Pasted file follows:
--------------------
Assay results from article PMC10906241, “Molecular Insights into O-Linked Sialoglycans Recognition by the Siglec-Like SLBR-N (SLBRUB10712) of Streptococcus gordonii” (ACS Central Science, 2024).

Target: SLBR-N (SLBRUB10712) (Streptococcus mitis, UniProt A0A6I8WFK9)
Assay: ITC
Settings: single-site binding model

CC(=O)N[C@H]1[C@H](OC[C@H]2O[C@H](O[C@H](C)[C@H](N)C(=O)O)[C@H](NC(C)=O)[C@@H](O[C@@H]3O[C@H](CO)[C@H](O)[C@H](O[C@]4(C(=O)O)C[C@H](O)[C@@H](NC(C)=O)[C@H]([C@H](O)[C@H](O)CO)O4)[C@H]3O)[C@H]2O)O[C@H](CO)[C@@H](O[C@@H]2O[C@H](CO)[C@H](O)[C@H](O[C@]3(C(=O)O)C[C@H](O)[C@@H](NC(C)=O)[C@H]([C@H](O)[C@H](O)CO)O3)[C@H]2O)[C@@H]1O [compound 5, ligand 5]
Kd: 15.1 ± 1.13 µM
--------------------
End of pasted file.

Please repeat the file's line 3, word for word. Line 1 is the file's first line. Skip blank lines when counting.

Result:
Assay: ITC